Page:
Physics for Scientists & Engineers with Modern Physics Pearson New International Edition, plus MasteringPhysics without eText




0 pages
31 JUL 2013


For the calculus-based General Physics course primarily taken by engineers and science majors (including physics majors). This long-awaited and extensive revision maintains Giancoli's reputation for creating carefully crafted, highly accurate and precise physics texts. Physics for Scientists and Engineers combines outstanding pedagogy with a clear and direct narrative and applications that draw the student into the physics. The new edition also features an unrivaled suite of media and on-line resources that enhance the understanding of physics. This book is written for students. It aims to explain physics in a readable and interesting manner that is accessible and clear, and to teach students by anticipating their needs and difficulties without oversimplifying. Physics is a description of reality, and thus each topic begins with concrete observations and experiences that students can directly relate to. We then move on to the generalizations and more formal treatment of the topic. Not only does this make the material more interesting and easier to understand, but it is closer to the way physics is actually practiced.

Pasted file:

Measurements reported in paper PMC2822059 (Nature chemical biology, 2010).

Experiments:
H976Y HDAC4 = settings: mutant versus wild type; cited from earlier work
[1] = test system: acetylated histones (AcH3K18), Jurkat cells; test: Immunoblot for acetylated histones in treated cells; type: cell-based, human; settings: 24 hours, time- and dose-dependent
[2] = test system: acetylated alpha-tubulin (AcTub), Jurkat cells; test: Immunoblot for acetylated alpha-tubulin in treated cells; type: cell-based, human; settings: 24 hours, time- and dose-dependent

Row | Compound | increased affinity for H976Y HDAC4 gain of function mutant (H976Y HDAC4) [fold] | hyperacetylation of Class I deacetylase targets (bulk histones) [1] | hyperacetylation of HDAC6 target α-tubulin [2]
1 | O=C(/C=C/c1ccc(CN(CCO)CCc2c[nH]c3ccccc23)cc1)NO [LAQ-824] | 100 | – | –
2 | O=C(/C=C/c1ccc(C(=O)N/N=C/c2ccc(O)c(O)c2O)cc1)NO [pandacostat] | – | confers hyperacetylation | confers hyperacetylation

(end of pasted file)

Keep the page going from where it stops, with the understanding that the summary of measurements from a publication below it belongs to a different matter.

CONTENTS OF VOLUME 1 APPLICATIONS LIST xiiPREFACE xivAVAILABLE SUPPLEMENTS AND MEDIA xxiiNOTES TO STUDENTS (AND INSTRUCTORS) ON THE FORMAT xxivCOLOR USE: VECTORS, FIELDS, AND SYMBOLS xxv CHAPTER1: INTRODUCTION, MEASUREMENT, ESTIMATING1-1 The Nature of Science1-2 Models, Theories, and Laws1-3 Measurement and Uncertainty; Significant Figures1-4 Units, Standards, and the SI System1-5 Converting Units1-6 Order of Magnitude: Rapid Estimating*1-7 Dimensions and Dimensional AnalysisSUMMARYQUESTIONSPROBLEMSGENERAL PROBLEMS CHAPTER 2: DESCRIBING MOTION: KINEMATICS IN ONE DIMENSION2-1 Reference Frames and Displacement2-2 Average Velocity2-3 Instantaneous Velocity2-4 Acceleration2-5 Motion at Constant Acceleration2-6 Solving Problems2-7 Freely Falling Objects*2-8 Variable Acceleration; Integral Calculus*2-9 Graphical Analysis and Numerical IntegrationSUMMARYQUESTIONSPROBLEMSGENERAL PROBLEMS CHAPTER 3: KINEMATICS IN TWO OR THREE DIMENSIONS; VECTORS3-1 Vectors and Scalars3-2 Addition of Vectors-Graphical Methods3-3 Subtraction of Vectors, and Multiplication of a Vector by a Scalar 3-4 Adding Vectors by Components 3-5 Unit Vectors 3-6 Vector Kinematics 3-7 Projectile Motion 3-8 Solving Problems Involving Projectile Motion 3-9 Relative Velocity SUMMARY QUESTIONS PROBLEMS GENERAL PROBLEMS CHAPTER 4: DYNAMICS: NEWTON'S LAWS OF MOTION 4-1 Force 4-2 Newton's First Law of Motion 4-3 Mass 4-4 Newton's Second Law of Motion 4-5 Newton's Third Law of Motion 4-6 Weight-the Force of Gravity; and the Normal Force 4-7 Solving Problems with Newton's Laws: Free-Body Diagrams 4-8 Problem Solving-A General Approach SUMMARY QUESTIONS PROBLEMS GENERAL PROBLEMS CHAPTER 5: USING NEWTON'S LAWS: FRICTION, CIRCULAR MOTION, DRAG FORCES 5-1 Applications of Newton's Laws Involving Friction 5-2 Uniform Circular Motion-Kinematics 5-3 Dynamics of Uniform Circular Motion 5-4 Highway Curves: Banked and Unbanked *5-5 Nonuniform Circular Motion *5-6 Velocity-Dependent Forces: Drag and Terminal Velocity SUMMARY QUESTIONS PROBLEMS GENERAL PROBLEMS CHAPTER 6: GRAVITATION AND NEWTON'S6 SYNTHESIS 6-1 Newton's Law of Universal Gravitation 6-2 Vector Form of Newton's Law of Universal Gravitation 6-3 Gravity Near the Earth's Surface; Geophysical Applications 6-4 Satellites and Weightlessness 6-5 Kepler's Laws and Newton's Synthesis *6-6 Gravitational Field 6-7 Types of Forces in Nature *6-8 Principle of Equivalence; Curvature of Space; Black Holes SUMMARY QUESTIONS PROBLEMS GENERAL PROBLEMS CHAPTER 7: WORK AND ENERGY 7-1 Work Done by a Constant Force 7-2 Scalar Product of Two Vectors 7-3 Work Done by a Varying Force 7-4 Kinetic Energy and the Work-Energy Principle SUMMARY QUESTIONS PROBLEMS GENERAL PROBLEMS CHAPTER 8: CONSERVATION OF ENERGY 8-1 Conservative and Nonconservative Forces8-2 Potential Energy 8-3 Mechanical Energy and Its Conservation 8-4 Problem Solving Using Conservation of Mechanical Energy 8-5 The Law of Conservation of Energy 8-6 Energy Conservation with Dissipative Forces: Solving Problems 8-7 Gravitational Potential Energy and Escape Velocity 8-8 Power *8-9 Potential Energy Diagrams; Stable and Unstable Equilibrium SUMMARY QUESTIONS PROBLEMS GENERAL PROBLEMS CHAPTER 9: LINEAR MOMENTUM 9-1 Momentum and Its Relation to Force 9-2 Conservation of Momentum 9-3 Collisions and Impulse 9-4 Conservation of Energy and Momentum in Collisions 9-5 Elastic Collisions in One Dimension 9-6 Inelastic Collisions 9-7 Collisions in Two or Three Dimensions 9-8 Center of Mass (CM) 9-9 Center of Mass and Translational Motion *9-10 Systems of Variable Mass; Rocket Propulsion SUMMARY QUESTIONS PROBLEMS GENERAL PROBLEMS CHAPTER 10: ROTATIONAL MOTION 10-1 Angular Quantities 10-2 Vector Nature of Angular Quantities 10-3 Constant Angular Acceleration 10-4 Torque 10-5 Rotational Dynamics; Torque and Rotational Inertia 10-6 Solving Problems in Rotational Dynamics 10-7 Determining Moments of Inertia 10-8 Rotational Kinetic Energy 10-9 Rotational Plus Translational Motion; Rolling *10-10 Why Does a Rolling Sphere Slow Down? SUMMARY QUESTIONS PROBLEMS GENERAL PROBLEMS CHAPTER 11: ANGULAR MOMENTUM; GENERAL ROTATION 11-1 Angular Momentum-Object Rotating About a Fixed Axis 11-2 Vector Cross Product; Torque as a Vector 11-3 Angular Momentum of a Particle 11-4 Angular Momentum and Torque for a System of Particles; General Motion 11-5 Angular Momentum and Torque for a Rigid Object 11-6 Conservation of Angular Momentum *11-7 The Spinning Top and Gyroscope *11-8 Rotating Frames of Reference; Inertial Forces *11-9 The Coriolis Effect SUMMARY QUESTIONS PROBLEMS GENERAL PROBLEMS CHAPTER 12: STATIC EQUILIBRIUM; ELASTICITY AND FRACTURE 12-1 The Conditions for Equilibrium 12-2 Solving Statics Problems 12-3 Stability and Balance 12-4 Elasticity; Stress and Strain 12-5 Fracture *12-6 Trusses and Bridges *12-7 Arches and Domes SUMMARY QUESTIONS PROBLEMS GENERAL PROBLEMS CHAPTER 13: FLUIDS 13-1 Phases of Matter 13-2 Density and Specific Gravity 13-3 Pressure in Fluids 13-4 Atmospheric Pressure and Gauge Pressure 13-5 Pascal's Principle 13-6 Measurement of Pressure; Gauges and the Barometer 13-7 Buoyancy and Archimedes' Principle 13-8 Fluids in Motion; Flow Rate and the Equation of Continuity 13-9 Bernoulli's Equation 13-10 Applications of Bernoulli's Principle: Torricelli, Airplanes, Baseballs, TIA *13-11 Viscosity *13-12 Flow in Tubes: Poiseuille's Equation, Blood Flow *13-13 Surface Tension and Capillarity *13-14 Pumps, and the Heart SUMMARY QUESTIONS PROBLEMS GENERAL PROBLEMS CHAPTER 14: OSCILLATIONS 14-1 Oscillations of a Spring 14-2 Simple Harmonic Motion 14-3 Energy in the Simple Harmonic Oscillator 14-4 Simple Harmonic Motion Related to Uniform Circular Motion 14-5 The Simple Pendulum *14-6 The Physical Pendulum and the Torsion Pendulum 14-7 Damped Harmonic Motion 14-8 Forced Oscillations; Resonance SUMMARY QUESTIONS PROBLEMS GENERAL PROBLEMS CHAPTER 15: WAVE MOTION15-1 Characteristics of Wave Motion 15-2 Types of Waves: Transverse and Longitudinal 15-3 Energy Transported by Waves 15-4 Mathematical Representation of a Traveling Wave *15-5 The Wave Equation 15-6 The Principle of Superposition 15-7 Reflection and Transmission 15-8 Interference 15-9 Standing Waves; Resonance *15-10 Refraction *15-11 Diffraction SUMMARY QUESTIONSPROBLEMSGENERAL PROBLEMS CHAPTER 16: SOUND 16-1 Characteristics of Sound 16-2 Mathematical Representation of Longitudinal Waves 16-3 Intensity of Sound: Decibels 16-4 Sources of Sound: Vibrating Strings and Air Columns *16-5 Quality of Sound, and Noise; Superposition 16-6 Interference of Sound Waves; Beats 16-7 Doppler Effect *16-8 Shock Waves and the Sonic Boom *16-9 Applications: Sonar, Ultrasound, and Medical Imaging SUMMARY QUESTIONS PROBLEMS GENERAL PROBLEMS CHAPTER 17: TEMPERATURE, THERMAL EXPANSION, AND THE IDEAL GAS LAW 17-1 Atomic Theory of Matter 17-2 Temperature and Thermometers 17-3 Thermal Equilibrium and the Zeroth Law of Thermodynamics 17-4 Thermal Expansion *17-5 Thermal Stresses 17-6 The Gas Laws and Absolute Temperature 17-7 The Ideal Gas Law 17-8 Problem Solving with the Ideal Gas Law 17-9 Ideal Gas Law in Terms of Molecules: Avogadro's Number *17-10 Ideal Gas Temperature Scale-a Standard SUMMARY QUESTIONS PROBLEMS GENERAL PROBLEMS CHAPTER 18: KINETIC THEORY OF GASES 18-1 The Ideal Gas Law and the Molecular Interpretation of Temperature 18-2 Distribution of Molecular Speeds 18-3 Real Gases and Changes of Phase 18-4 Vapor Pressure and Humidity *18-5 Van der Waals Equation of State *18-6 Mean Free Path *18-7 Diffusion SUMMARY QUESTIONS PROBLEMS GENERAL PROBLEMS CHAPTER 19: HEAT AND THE FIRST LAW OF THERMODYNAMICS 19-1 Heat as Energy Transfer 19-2 Internal Energy 19-3 Specific Heat 19-4 Calorimetry-Solving Problems 19-5 Latent Heat 19-6 The First Law of Thermodynamics 19-7 Applying the First Law of Thermodynamics; Calculating the Work 19-8 Molar Specific Heats for Gases, and the Equipartition of Energy 19-9 Adiabatic Expansion of a Gas 19-10 Heat Transfer: Conduction, Convection, Radiation SUMMARY QUESTIONS PROBLEMS GENERAL PROBLEMS CHAPTER 20: SECOND LAW OF THERMODYNAMICS 20-1 The Second Law of Thermodynamics-Introduction 20-2 Heat Engines 20-3 Reversible and Irreversible Processes; the Carnot Engine 20-4 Refrigerators, Air Conditioners, and Heat Pumps 20-5 Entropy 20-6 Entropy and the Second Law of Thermodynamics 20-7 Order to Disorder 20-8 Unavailability of Energy; Heat Death *20-9 Statistical Interpretation of Entropy and the Second Law *20-10 Thermodynamic Temperature Scale; Absolute Zero and the Third Law of Thermodynamics *20-11 Thermal Pollution, Global Warming, and Energy Resources SUMMARY QUESTIONS PROBLEMS GENERAL PROBLEMS CHAPTER 21: ELECTRIC CHARGE AND ELECTRIC FIELD 21-1 Static Electricity; Electric Charge and Its Conservation 21-2 Electric Charge in the Atom 21-3 Insulators and Conductors 21-4 Induced Charge; the Electroscope 21-5 Coulomb's Law 21-6 The Electric Field 21-7 Electric Field Calculations for Continuous Charge Distributions 21-8 Field Lines 21-9 Electric Fields and Conductors 21-10 Motion of a Charged Particle in an Electric Field 21-11 Electric Dipoles *21-12 Electric Forces in Molecular Biology; DNA *21-13 Photocopy Machines and Computer Printers Use Electrostatics SUMMARY QUESTIONS PROBLEMS GENERAL PROBLEMS CHAPTER 22: GAUSS'S LAW 22-1 Electric Flux 22-2 Gauss's Law 22-3 Applications of Gauss's Law *22-4 Experimental Basis of Gauss's and Coulomb's Law SUMMARY QUESTIONS PROBLEMS GENERAL PROBLEMS CHAPTER 23: ELECTRIC POTENTIAL 23-1 Electric Potential Energy and Potential Difference 23-2 Relation between Electric Potential and Electric Field 23-3 Electric Potential Due to Point Charges 23-4 Potential Due to Any Charge Distribution 23-5 Equipotential Surfaces 23-6 Electric Dipole Potential 23-7 E Determined from V 23-8 Electrostatic Potential Energy; the Electron Volt 23-9 Cathode Ray Tube: TV and Computer Monitors, Oscilloscope SUMMARY QUESTIONS PROBLEMS GENERAL PROBLEMS CHAPTER 24: CAPACITANCE, DIELECTRICS, ELECTRIC ENERGY STORAGE 24-1 Capacitors 24-2 Determination of Capacitance 24-3 Capacitors in Series and Parallel 24-4 Electric Energy Storage 24-5 Dielectrics *24-6 Molecular Description of Dielectrics SUMMARY QUESTIONS PROBLEMS GENERAL PROBLEMS CHAPTER 25: ELECTRIC CURRENTS AND RESISTANCE 25-1 The Electric Battery 25-2 Electric Current 25-3 Ohm's Law: Resistance and Resistors 25-4 Resistivity 25-5 Electric Power 25-6 Power in Household Circuits 25-7 Alternating Current 25-8 Microscopic View of Electric Current: Current Density and Drift Velocity *25-9 Superconductivity *25-10 Electrical Conduction in the Nervous System SUMMARY QUESTIONS PROBLEMS GENERAL PROBLEMS CHAPTER 26: DC CIRCUITS26-1 EMF and Terminal Voltage26-2 Resistors in Series and in Parallel26-3 Kirchoff's Rules26-4 EMFs in Series and in Parallel; Charging a Battery26-5 Circuits Containing Resistor and Capacitor (RC Circuits)26-6 Electric Hazards*26-7 Ammeters and VoltmetersSUMMARY QUESTIONS PROBLEMS GENERAL PROBLEMS CHAPTER 27: MAGNETISM27-1 Magnets and Magnetic Fields27-2 Electric Currents Produce Magnetic Fields27-3 Force on an Electric Current in a Magnetic Field; Definition of 27-4 Force on an Electric Charge Moving in a Magnetic Field27-5 Torque on a Current Loop; Magnetic Dipole Moment*27-6 Applications: Galvanometers, Motors, Loudspeakers27-7 Discover and Properties of the Electron*27-8 The Hall Effect*27-9 Mass SpectrometerSUMMARY QUESTIONS PROBLEMS GENERAL PROBLEMS CHAPTER 28: SOURCES OF MAGNETIC FIELD28-1 Magnetic Field Due to a Straight Wire28-2 Force between Two Parallel Wires28-3 Definitions of the Ampere and the Coulomb28-4 Ampere's Law28-5 Magnetic Field of a Solenoid and a Toroid28-6 Biot-Savart Law*28-7 Magnetic materials-Ferromagnetism*28-8 Electromagnets and Solenoids-Applications*28-9 Magnetic Fields in Magnetic Materials; Hysteresis*28-10 Paramagnetism and DiamagnetismSUMMARY QUESTIONS PROBLEMS GENERAL PROBLEMS CHAPTER 29: ELECTROMAGNETIC INDUCTION AND FARADAY'S LAW29-1 Induced EMF29-2 Faraday's Law of Induction; Lenz's Law29-3 EMF Induced in a Moving Conductor29-4 Electric Generators*29-5 Back EMF and Counter Torque; Eddy Currents29-6 Transformers and Transmission of Power29-7 A Changing Magnetic Flux Produces an Electric Field*29-8 Applications of Induction: Sound Systems, Computer Memory, Seismograph, GFCISUMMARY QUESTIONS PROBLEMS GENERAL PROBLEMS CHAPTER 30: INDUCTANCE, ELECTROMAGNETIC OSCILLATIONS, AND AC CIRCUITS30-1 Mutual Inductance30-2 Self-Inductance30-3 Energy Stored in a Magnetic Field30-4 LR Circuits 30-5 LC Circuits and Electromagnetic Oscillations30-6 LC Oscillations with Resistance (LRC Circuit)30-7 AC Circuits with AC Source30-8 LRC Series AC Circuit30-9 Resonance in AC Circuits*30-10 Impedance MatchingSUMMARY QUESTIONS PROBLEMS GENERAL PROBLEMS CHAPTER 31: MAXWELL'S EQUATIONS AND ELECTROMAGNETIC WAVES31-1 Changing Electric Fields Produce Magnetic Fields; Ampere's Law and Displacement Current31-2 Gauss's Law for Magnetism31-3 Maxwell's Equations31-4 Production of Electromagnetic Waves*31-5 Electromagnetic Waves, and Their Speed, from Maxwell's Equations31-6 Light as an Electromagnetic Wave and the Electromagnetic Spectrum31-7 Measuring the Speed of Light31-8 Energy in EM Waves; the Poynting Vector*31-9 Radiation Pressure*31-10 Radio and Television; Wireless CommunicationSUMMARY QUESTIONS PROBLEMS GENERAL PROBLEMS CHAPTER 32: LIGHT: REFLECTION AND REFRACTION32-1 The Ray Model of Light32-2 The Speed of Light and Index of Refraction32-3 Reflection; Image Formation by a Plane Mirror32-4 Formation of Images by Spherical Mirrors32-5 Refraction: Snell's Law32-6 Visible Spectrum and Dispersion32-7 Total Internal Reflection; Fiber Optics*32-8 Refraction at a Spherical SurfaceSUMMARY QUESTIONS PROBLEMS GENERAL PROBLEMS CHAPTER 33: LENSES AND OPTICAL INSTRUMENTS33-1 Thin Lenses; Ray Tracing33-2 The Thin Lens Equation; Magnification33-3 Combinations of Lenses33-4 Lensmaker's Equation33-5 Cameras, Film and Digital33-6 The Human Eye; Corrective Lenses33-7 Magnifying Glass33-8 Telescopes*33-9 Compound Microscope*33-10 Aberrations of Lenses and MirrorsSUMMARY QUESTIONS PROBLEMS GENERAL PROBLEMS CHAPTER 34: THE WAVE NATURE OF LIGHT; INTERFERENCE34-1 Waves Versus Particles; Huygens' Principle and Diffraction34-2 Huygens' Principle and the Law of Refraction34-3 Interference-Young's Double-Slit Experiment34-4 Intensity in the Double-Slit Interference Pattern34-5 Interference in Thin Films*34-6 Michelson Interferometer*34-7 Luminous IntensitySUMMARY QUESTIONS PROBLEMS GENERAL PROBLEMS CHAPTER 35: DIFFRACTION AND POLARIZATION35-1 Diffraction by a Single Slit or Disk35-2 Intensity in Single-Slit Diffraction Pattern35-3 Diffraction in the Double-Slit Experiment 35-4 Limits of Resolution; Circular Apertures35-5 Resolution of Telescopes and Microscopes; the » Limit*35-6 Resolution of the Human Eye and Useful Magnification35-7 Diffraction Grating*35-8 The Spectrometer and Spectroscopy*35-9 Peak Widths and Resolving Power for a Diffraction Grating*35-10 X-Rays and X-Ray Diffraction35-11 Polarization*35-12 Liquid Crystal Displays (LCD)*35-13 Scattering of Light by the AtmosphereSUMMARY QUESTIONS PROBLEMS GENERAL PROBLEMS CHAPTER 36: SPECIAL THEORY OF RELATIVITY36-1 Galilean-Newtonian Relativity*36-2 The Michelson-Morley Experiment36-3 Postulates of the Special Theory of Relativity36-4 Simultaneity36-5 Time Dilation and the Twin Paradox36-6 Length Contraction36-7 Four-Dimensional Space-Time36-8 Galilean and Lorentz Transformations36-9 Relativistic Momentum and Mass36-10 The Ultimate Speed36-11 Energy and Mass; E=mc236-12 Doppler Shift for Light36-13 The Impact of Special RelativitySUMMARY QUESTIONS PROBLEMS GENERAL PROBLEMS CHAPTER 37: EARLY QUANTUM THEORY AND MODELS OF THE ATOM37-1 Planck's Quantum Hypothesis37-2 Photon Theory of Light and the Photoelectric Effect37-3 Photons and the Compton Effect37-4 Photon Interactions; Pair Production37-5 Wave-Particle Duality; the Principle of Complementarity37-6 Wave Nature of Matter*37-7 Electron Microscopes37-8 Early Models of the Atom37-9 Atomic Spectra: Key to the Structure of the Atom37-10 The Bohr Model37-11 DeBroglie's Hypothesis Applied to AtomsSUMMARY QUESTIONS PROBLEMS GENERAL PROBLEMS CHAPTER 38: QUANTUM MECHANICS38-1 Quantum Mechanics-A New Theory38-2 The Wave Function and Its Interpretation; the Double-Slit Experiment38-3 The Heisenberg Uncertainty Principle38-4 Philosophic Implications; Probability Versus Determinism38-5 The Schrodinger Equation in One Dimension-Time-Independent Form*38-6 Time-Dependent Schrodinger Equation38-7 Free Particles; Plane Waves and Wave Packets38-8 Particle in an Infinitely Deep Square Well Potential (a Rigid Box)*38-9 Finite Potential Well38-10 Tunneling through a BarrierSUMMARY QUESTIONS PROBLEMS GENERAL PROBLEMS CHAPTER 39: QUANTUM MECHANICS OF ATOMS39-1 Quantum-Mechanical View of Atoms39-2 Hydrogen Atom: Schrodinger Equation and Quantum Numbers39-3 Hydrogen Atom Wave Functions39-4 Complex Atoms; the Exclusion Principle39-5 The Periodic Table of Elements39-6 X-Ray Spectra and Atomic Number*39-7 Magnetic Dipole Moments; Total Angular Momentum*39-8 Fluorescence and Phosphorescence*39-9 Lasers*39-10 HolographySUMMARY QUESTIONS PROBLEMS GENERAL PROBLEMS CHAPTER 40: MOLECULES AND SOLIDS40-1 Bonding in Molecules40-2 Potential-Energy Diagrams for Molecules40-3 Weak (van der Waals) Bonds40-4 Molecular Spectra40-5 Bonding in Solids40-6 Free-Electron Theory of Metals40-7 Band Theory of Solids 40-8 Semiconductors and Doping*40-9 Semiconductor Diodes*40-10 Transistors and Integrated CircuitsSUMMARY QUESTIONS PROBLEMS GENERAL PROBLEMS CHAPTER 41: NUCLEAR PHYSICS AND RADIOACTIVITY41-1 Structure and Properties of the Nucleus41-2 Binding Energy and Nuclear Forces41-3 Radioactivity41-4 Alpha Decay41-5 Beta Decay41-6 Gamma Decay41-7 Conservation of Nucleon Number and Other Conservation Laws41-8 Half-Life and Rate of Decay41-9 Decay Series41-10 Radioactive Dating41-11 Detection of RadiationSUMMARY QUESTIONS PROBLEMS GENERAL PROBLEMS CHAPTER 42: NUCLEAR ENERGY: EFECTS AND USES OF RADIATION42-1 Nuclear Reactions and the Transmutations of Elements42-2 Cross Section42-3 Nuclear Fission; Nuclear Reactors42-4 Fusion42-5 Passage of radiation through matter; Radiation Damage42-6 Measurement of Radiation-Dosimetry*42-7 Radiation Therapy*42-8 Tracers*42-9 Imaging by Tomography: CAT Scans, and Emission Tomography*42-10 Nuclear Magnetic Resonance (NMR) and Magnetic Resonance Imaging (MRI)SUMMARY QUESTIONS PROBLEMS GENERAL PROBLEMS CHAPTER 43: ELEMENTARY PARTICLES43-1 High-Energy Particles43-2 Particle Accelerators and Detectors43-3 Beginnings of Elementary Particle Physics-Particle Exchange43-4 Particles and Antiparticles43-5 Particle Interactions and Conservation Laws43-6 Particle Classification43-7 Particle Stability and Resonances43-8 Strange Particles43-9 Quarks43-10 The Standard Model : Quantum Chromodynamics (QCD) and the Electroweak Theory43-11 Grand Unified TheoriesSUMMARY QUESTIONS PROBLEMS GENERAL PROBLEMS